Friday, September 20, 2013


In November of 2012, Worthington City School district  residents passed an incremental operating levy.  Our district had made a case that reductions at the state level, particularly in regard to tangible personal property tax reimbursements, were going to result in a significant funding drop which, if quality was to be maintained, would have to be restored at the local level. At the time, it was a perfectly valid assumption. In fact, prior to voting to place the levy on the ballot, State Representative Mike Duffey had arranged a conference call between me and the chairman of the Ohio House Budget Committee,  and Chairman Amstutz told me directly that it was more likely than not that Worthington's TPP revenue from the state would be phased out. In addition, we made some other assumptions in advance of placing that levy on the ballot. We assumed there would be no retirements from the Worthington School District, or, more correctly, we conservatively did not include those in the forecast used to determine the levy amount. We also forecasted some steep increases in employee health care costs.

Fast forward a year. The levy has passed and, in the fullness of time, we now know how our assumptions panned out.  
  • TPP Reimbursements were not phased out and current state law says that they are not going to be phased out. Assuming state law is not changed, this will result in 22.2 million dollars of unforecasted revenue to the district in the next 4 years, and approximately 10 million dollars a year after that.
  • We had over 100 certified staff retire. This will result in considerable savings each year. In fact, our average teacher salary dropped $2,500 in the last year alone.
  • We are anticipating around $400K/year in casino money. That money was not yet forecasted when we determined the levy amount.
  • Our health care renewal rate was forecasted to be 13%. Because of our lower-than-expected claims experience, it turned out to be 3.56%.

Now, it is time to do some long term financial planning. When will the Worthington School District have to run another levy.

First, let's figure out where we are. If you want to know when the next Worthington levy will be required, you must first calculate a target cash balance that you want to maintain at all times. The Government Finance Officers Association (GFOA) recommends 60 days of expenditures while the credit agencies say that 5% is fine. We'll go with GFOA for the purpose of this exercise.  Once we find the first year when we no longer have that 60 days of operating expenses in the bank, the rule of thumb is that we back it up 2 years and that would be the year that we need to run the next levy.

So, with all the good financial news, let's get to work calculating when that next levy might be required. For the purposes of this exercise, I am going to be really, really conservative and only use the TPP reimbursements as a modification to the forecast that was passed in May of 2013. If we do this, we would take the ending cash balance at FY17 in the lower right hand corner of the link, which is 24.3 million dollars and add the 22.2 million dollars above, giving us a total of 46.5 million dollars. This is above our rule of thumb, so no levy is required in 2015.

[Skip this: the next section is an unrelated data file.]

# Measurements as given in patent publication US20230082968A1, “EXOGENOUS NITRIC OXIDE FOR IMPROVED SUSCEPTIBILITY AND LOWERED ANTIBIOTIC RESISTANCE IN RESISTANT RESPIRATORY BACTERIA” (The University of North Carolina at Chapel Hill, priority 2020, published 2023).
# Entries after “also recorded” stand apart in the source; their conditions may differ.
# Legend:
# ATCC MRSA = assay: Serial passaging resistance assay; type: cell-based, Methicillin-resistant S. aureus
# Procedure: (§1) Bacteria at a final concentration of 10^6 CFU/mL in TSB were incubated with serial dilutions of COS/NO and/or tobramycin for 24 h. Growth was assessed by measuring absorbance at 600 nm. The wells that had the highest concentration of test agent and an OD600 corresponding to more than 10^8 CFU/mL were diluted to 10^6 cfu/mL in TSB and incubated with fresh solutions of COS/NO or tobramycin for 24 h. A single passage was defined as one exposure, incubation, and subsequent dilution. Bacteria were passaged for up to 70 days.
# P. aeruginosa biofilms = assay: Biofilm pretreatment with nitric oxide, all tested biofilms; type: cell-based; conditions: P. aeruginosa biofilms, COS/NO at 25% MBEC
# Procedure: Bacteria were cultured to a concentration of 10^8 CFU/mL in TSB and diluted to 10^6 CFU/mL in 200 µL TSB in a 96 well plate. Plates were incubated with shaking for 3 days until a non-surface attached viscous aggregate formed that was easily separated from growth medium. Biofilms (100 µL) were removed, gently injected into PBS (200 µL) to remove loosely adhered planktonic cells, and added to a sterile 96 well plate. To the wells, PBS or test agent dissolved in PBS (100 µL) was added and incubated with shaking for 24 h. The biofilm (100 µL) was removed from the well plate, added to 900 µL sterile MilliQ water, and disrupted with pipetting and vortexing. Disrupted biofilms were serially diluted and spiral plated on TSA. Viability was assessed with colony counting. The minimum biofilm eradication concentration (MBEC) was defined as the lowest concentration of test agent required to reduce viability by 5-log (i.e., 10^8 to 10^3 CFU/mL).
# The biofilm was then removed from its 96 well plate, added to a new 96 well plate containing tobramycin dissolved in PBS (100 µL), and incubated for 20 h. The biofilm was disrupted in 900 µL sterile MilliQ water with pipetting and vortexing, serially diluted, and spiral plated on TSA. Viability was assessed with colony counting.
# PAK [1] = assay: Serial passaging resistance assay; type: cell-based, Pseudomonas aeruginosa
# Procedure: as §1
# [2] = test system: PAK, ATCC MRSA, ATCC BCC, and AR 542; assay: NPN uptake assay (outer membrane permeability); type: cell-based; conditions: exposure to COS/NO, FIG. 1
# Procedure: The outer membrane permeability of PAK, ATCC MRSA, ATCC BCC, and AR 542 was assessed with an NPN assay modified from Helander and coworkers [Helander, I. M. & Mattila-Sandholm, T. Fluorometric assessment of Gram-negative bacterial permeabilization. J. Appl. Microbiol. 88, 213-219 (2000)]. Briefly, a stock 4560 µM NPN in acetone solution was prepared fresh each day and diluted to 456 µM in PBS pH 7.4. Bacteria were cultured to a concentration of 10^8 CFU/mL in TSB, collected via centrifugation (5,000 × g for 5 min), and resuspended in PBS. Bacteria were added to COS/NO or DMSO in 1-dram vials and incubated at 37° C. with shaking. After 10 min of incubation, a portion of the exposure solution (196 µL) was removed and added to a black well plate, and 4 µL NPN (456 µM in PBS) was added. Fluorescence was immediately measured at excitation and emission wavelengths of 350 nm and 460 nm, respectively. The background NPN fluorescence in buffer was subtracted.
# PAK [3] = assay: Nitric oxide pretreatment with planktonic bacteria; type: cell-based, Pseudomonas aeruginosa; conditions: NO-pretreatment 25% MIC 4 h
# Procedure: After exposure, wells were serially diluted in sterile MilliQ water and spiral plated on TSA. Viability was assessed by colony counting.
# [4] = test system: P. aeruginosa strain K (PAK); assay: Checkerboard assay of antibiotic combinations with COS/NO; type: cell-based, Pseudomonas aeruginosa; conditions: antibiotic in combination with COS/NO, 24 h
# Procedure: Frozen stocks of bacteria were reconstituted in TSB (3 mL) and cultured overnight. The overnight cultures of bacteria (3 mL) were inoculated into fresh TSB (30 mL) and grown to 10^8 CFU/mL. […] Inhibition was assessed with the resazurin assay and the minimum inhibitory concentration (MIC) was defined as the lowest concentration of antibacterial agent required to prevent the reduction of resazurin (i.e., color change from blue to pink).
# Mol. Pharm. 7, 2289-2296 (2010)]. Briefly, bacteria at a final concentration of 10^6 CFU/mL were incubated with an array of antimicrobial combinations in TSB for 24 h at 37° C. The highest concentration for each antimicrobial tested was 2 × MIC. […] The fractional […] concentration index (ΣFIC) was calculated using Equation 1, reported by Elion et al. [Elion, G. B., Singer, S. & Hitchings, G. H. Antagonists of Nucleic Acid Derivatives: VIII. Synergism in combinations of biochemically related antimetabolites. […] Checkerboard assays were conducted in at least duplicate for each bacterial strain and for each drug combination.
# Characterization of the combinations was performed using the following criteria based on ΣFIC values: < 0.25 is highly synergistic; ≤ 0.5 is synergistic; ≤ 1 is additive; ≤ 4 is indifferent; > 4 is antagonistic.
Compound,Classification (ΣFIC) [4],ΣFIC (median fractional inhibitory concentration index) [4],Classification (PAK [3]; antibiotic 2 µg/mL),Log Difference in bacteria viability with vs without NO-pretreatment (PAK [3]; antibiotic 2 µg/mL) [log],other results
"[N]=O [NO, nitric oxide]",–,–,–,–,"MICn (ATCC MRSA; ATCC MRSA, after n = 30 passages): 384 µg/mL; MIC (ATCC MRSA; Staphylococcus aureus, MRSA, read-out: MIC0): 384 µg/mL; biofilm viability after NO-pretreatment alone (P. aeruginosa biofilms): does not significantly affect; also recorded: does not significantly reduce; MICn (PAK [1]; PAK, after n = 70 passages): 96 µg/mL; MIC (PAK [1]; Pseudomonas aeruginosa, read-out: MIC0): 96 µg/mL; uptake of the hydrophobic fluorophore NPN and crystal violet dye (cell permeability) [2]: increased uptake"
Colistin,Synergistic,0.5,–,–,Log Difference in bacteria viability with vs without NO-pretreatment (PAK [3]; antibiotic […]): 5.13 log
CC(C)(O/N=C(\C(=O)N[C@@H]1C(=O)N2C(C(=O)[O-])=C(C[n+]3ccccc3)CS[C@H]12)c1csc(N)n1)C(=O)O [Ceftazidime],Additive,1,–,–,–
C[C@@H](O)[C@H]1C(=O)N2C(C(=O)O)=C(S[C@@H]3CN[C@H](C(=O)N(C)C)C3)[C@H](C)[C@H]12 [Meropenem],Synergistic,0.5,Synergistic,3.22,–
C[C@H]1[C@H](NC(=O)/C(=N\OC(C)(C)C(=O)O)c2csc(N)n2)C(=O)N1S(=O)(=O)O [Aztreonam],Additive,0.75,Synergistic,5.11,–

Since this forecast only runs through 2017, we need to approximate what other years of the forecast might look like. Being ultra conservative, we anticipate virtually no new revenue from anywhere (note: the treasurer does assume a small amount of incremental revenue from "inside millage")  and we anticipate expense growth at the projected rate in 2017, which is 3.2%. Let's do that for three additional years, FY18, FY19 and FY20. When we do this, we get a very rough forecast that looks like this.

The resulting forecast has a chart showing the following ending cash balances.

Worthington School
 District *Unofficial*
7 year projection with TPP reimbursements

The blue line represents the projected end-of-year cash balances assuming the state keeps its hands off of our TPP reimbursement revenue and that we keep expenses growing at a modest rate of about 3.2% after 2017, or roughly 150% of the current inflation rate.

So where am I going with this?   

Last year, when voting to put the levy on the ballot, I proposed making a promise to the taxpayer that if TPP reimbursements did continue at a pace higher than that forecasted, the Board and the administration make a commitment to save those dollars and put them towards extending the life of this levy. The board did not want to entertain such a promise at that time, but I want to renew that proposal, and here is why.

Voters in Worthington agreed to provide our district with additional operating funds because the district told them that the state was severely cutting our funding.  That message was in virtually every levy communication, and rightly so. Had the state actually cut our funding and without the levy funds, it would have been a scary proposition.  In fact, the district said in numerous forums that we would have to cut 10 million dollars out of the budget over the next several years.  In the fullness of time, we now know that the state funding wasn't cut, so the question becomes: What should the Worthington School District do with the windfall? In my opinion,  the right thing to do  is to honor that campaign message, preserve the bulk of those funds,  and extend the length of this levy.  

So how do we make that happen?  If there is one observation I’d make about government at all levels, Republicans, Democrats and everyone in between, if you’ve got money, you spend money. It’s human nature. That’s why I believe that if extending the life of this levy is to be a management objective, it must be stated as such and management must be held accountable for the results.